After 25 years in the wilderness of the Opposition, these diehard supporters are not going to just sit there and let the man who took PL to two landslide electoral victories in a row be torn down. So while the PN tries to denigrate all those who support Labour for not having a moral compass, I think that it is too facile an explanation. Let us not forget that for decades PL supporters had to put up with the PN trying to beat down down as if they were dirt, as if nothing the Labour party could do would be good enough and that the PN was the only, natural, party capable of leading the country.

Since 2013, however, as the party in government, the PL has proved this belief to be completely unfounded, giving its supporters a measure of pride and self-confidence in the fact that, not only is the country doing well, but that it has surpassed all expectations. (Of course, this has come at a huge price which cannot be overlooked: rampant over-development, destruction of the environment, accusations of ‘dirty’ money being laundered and a pervasive culture of greed). But after so many years of being taunted that a Labour government would grind the country economically to the ground, what I could see in the faces of those who were interviewed was a fierce pride that, on the contrary, a Labour government (“their” government) has been very successful indeed.

From what I could tell, the people who were interviewed are just ordinary folk who, no matter who runs Malta, will still have to wake up every morning and go to work. They are not the ones with their snouts in the trough, guzzling up all the various high-paying jobs either – so it always makes me wonder, why does it not bother them that they have their nose to the grindstone while others are living the life of Riley? Why doesn’t it bother them that PEPs were trying to hide their money, evade tax, and perhaps even worse, while they have to declare every red cent? That is something I still struggle (and consistently fail) to understand.

On the other hand, it also has to be said that the issues which people care about do not always centre around money. To quote columnist Raphael Vassallo: “the ‘economic prosperity’ argument fails to take into account the policy vision in the background. It overlooks the fact that, for everyone else out there, life goes on: infertile couples still can’t have children; minorities still want equal rights; and above all, people in general still want to live in a country that is politically stable, and which has a clear idea of where it wants to go.” That too, would explain why, no matter how many arrows are slung at Muscat from all directions, they seem to fall ineffectively to the ground without ever really penetrating his formidable armour of widespread popular support.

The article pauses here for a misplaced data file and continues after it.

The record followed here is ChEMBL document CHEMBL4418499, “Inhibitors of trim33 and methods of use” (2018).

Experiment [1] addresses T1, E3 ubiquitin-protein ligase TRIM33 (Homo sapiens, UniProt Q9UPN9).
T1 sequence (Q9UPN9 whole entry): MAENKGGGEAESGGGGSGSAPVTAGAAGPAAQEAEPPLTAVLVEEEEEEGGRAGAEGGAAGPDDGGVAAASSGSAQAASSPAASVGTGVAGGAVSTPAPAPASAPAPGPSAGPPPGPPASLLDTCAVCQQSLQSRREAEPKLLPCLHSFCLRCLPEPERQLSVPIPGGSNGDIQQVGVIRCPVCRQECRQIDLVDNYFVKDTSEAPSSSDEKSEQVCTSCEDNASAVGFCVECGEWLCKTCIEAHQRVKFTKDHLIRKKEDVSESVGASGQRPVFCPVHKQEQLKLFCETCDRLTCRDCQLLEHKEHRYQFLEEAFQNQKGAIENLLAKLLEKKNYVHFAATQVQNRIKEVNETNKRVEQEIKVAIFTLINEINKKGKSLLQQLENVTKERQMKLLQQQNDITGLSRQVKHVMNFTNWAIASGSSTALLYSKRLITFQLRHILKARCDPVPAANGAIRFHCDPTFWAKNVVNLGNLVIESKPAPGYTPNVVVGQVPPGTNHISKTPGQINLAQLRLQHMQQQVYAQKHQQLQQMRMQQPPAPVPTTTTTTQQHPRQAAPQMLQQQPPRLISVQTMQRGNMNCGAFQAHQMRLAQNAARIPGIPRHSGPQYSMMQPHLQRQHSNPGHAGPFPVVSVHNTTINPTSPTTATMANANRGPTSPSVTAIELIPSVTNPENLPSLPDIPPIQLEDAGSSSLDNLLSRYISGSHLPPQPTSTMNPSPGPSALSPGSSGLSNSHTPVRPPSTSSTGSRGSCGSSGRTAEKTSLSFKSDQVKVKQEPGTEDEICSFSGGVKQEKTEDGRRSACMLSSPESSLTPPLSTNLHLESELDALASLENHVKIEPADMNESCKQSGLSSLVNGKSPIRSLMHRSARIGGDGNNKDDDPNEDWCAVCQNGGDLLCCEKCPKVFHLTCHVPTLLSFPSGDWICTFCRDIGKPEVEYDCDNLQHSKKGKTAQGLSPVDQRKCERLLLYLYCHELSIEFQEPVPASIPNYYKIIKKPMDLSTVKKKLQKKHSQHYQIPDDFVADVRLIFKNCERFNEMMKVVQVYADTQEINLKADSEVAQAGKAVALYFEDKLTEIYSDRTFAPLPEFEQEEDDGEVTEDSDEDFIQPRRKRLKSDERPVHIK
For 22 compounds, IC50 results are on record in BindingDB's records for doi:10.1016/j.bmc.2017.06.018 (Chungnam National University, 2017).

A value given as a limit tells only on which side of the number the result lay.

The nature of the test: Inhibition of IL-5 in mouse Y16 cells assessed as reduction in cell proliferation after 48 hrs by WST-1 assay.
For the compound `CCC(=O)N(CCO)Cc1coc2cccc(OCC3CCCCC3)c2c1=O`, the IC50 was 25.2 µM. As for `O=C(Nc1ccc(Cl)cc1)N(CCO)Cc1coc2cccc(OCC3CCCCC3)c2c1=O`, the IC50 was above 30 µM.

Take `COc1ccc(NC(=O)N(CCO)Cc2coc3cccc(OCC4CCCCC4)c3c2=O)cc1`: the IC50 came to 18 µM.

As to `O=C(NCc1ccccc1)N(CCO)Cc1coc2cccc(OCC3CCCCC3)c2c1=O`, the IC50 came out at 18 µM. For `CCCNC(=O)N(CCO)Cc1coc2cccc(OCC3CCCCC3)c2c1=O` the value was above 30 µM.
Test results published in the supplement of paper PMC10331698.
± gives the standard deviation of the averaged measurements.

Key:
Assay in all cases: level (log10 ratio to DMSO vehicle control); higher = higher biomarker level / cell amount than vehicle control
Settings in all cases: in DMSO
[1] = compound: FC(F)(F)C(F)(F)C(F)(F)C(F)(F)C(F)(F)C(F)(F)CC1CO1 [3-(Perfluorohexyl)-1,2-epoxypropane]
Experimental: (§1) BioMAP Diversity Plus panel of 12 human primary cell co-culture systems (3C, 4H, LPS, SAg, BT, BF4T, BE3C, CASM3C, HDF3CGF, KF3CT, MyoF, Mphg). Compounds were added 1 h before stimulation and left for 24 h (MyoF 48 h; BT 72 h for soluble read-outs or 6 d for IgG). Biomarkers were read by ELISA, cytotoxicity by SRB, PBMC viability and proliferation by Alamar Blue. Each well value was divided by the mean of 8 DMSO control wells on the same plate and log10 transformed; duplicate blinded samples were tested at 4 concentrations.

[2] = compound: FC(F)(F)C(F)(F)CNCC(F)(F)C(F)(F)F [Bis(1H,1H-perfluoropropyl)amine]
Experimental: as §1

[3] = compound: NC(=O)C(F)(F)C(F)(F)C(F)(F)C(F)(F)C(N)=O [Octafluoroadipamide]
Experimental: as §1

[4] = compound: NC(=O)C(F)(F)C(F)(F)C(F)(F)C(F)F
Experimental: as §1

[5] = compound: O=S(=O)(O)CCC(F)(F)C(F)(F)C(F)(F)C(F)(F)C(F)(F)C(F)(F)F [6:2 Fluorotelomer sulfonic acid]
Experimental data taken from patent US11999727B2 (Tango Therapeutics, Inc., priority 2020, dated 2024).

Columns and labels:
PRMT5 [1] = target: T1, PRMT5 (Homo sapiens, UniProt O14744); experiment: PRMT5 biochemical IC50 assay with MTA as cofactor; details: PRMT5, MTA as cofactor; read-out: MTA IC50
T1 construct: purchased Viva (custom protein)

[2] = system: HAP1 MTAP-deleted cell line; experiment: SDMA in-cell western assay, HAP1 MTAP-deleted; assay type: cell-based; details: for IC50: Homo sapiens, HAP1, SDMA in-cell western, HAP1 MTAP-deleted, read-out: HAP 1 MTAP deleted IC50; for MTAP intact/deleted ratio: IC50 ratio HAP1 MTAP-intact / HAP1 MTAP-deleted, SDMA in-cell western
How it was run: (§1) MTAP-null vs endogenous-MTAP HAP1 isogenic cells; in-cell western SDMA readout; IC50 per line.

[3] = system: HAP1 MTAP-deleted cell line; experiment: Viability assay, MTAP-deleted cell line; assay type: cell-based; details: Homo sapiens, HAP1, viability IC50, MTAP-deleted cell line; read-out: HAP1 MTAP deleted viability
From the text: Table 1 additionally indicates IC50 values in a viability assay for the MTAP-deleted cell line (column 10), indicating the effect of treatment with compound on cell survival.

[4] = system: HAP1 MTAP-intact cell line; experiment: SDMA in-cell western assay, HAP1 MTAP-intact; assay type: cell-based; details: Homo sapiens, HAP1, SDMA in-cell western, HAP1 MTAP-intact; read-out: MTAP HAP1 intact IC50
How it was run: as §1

It is also not lost on the average voter that, on the other side of the fence, the prospects are looking bleaker every week. After all, even the effectiveness of a demonstration is measured according to how many attend, as we could see during the Call for Truth and Justice demo held last Sunday. Clearly worried about a low turnout, an open call was made to “everyone…including political parties”, and this was quickly taken up by the PN led by Adrian Delia who was joined by his many supporters, much to the dismay of those who did not want him there at all. The next few days resulted in very public, open warfare on FB between the two factions, with no one even bothering to hide the fact that PN supporters have splintered into two, very distinct groups of ‘us’ and ‘them’.

To quote Martin Scicluna’s excellent analysis this week, one group is made up of: “a few thousand mainly disaffected Nationalists representing a certain strata of Maltese society…They feel entitled by birth and social status to ensure that the Nationalists are led by ‘one of us’.”

The other group is made up of anyone else who happens to support Adrian Delia, whose entire leadership has been tainted because he too seems to be carrying a lot of dubious baggage. While his presence rankled with those who feel he should never have been made leader in the first place, having Delia there meant the numbers were swelled more than usual, and his supporters were very quick to rub this in the face of his critics. What ensued was a cyber bloodbath in which the hostility jumped off the screen and lines were clearly drawn as never before, leading Adrian Delia to throw down the gauntlet: “those who do not want to see the party progress have an obvious decision to take”.

Whether those dissenters within the party will take up his challenge or not, remains to be seen.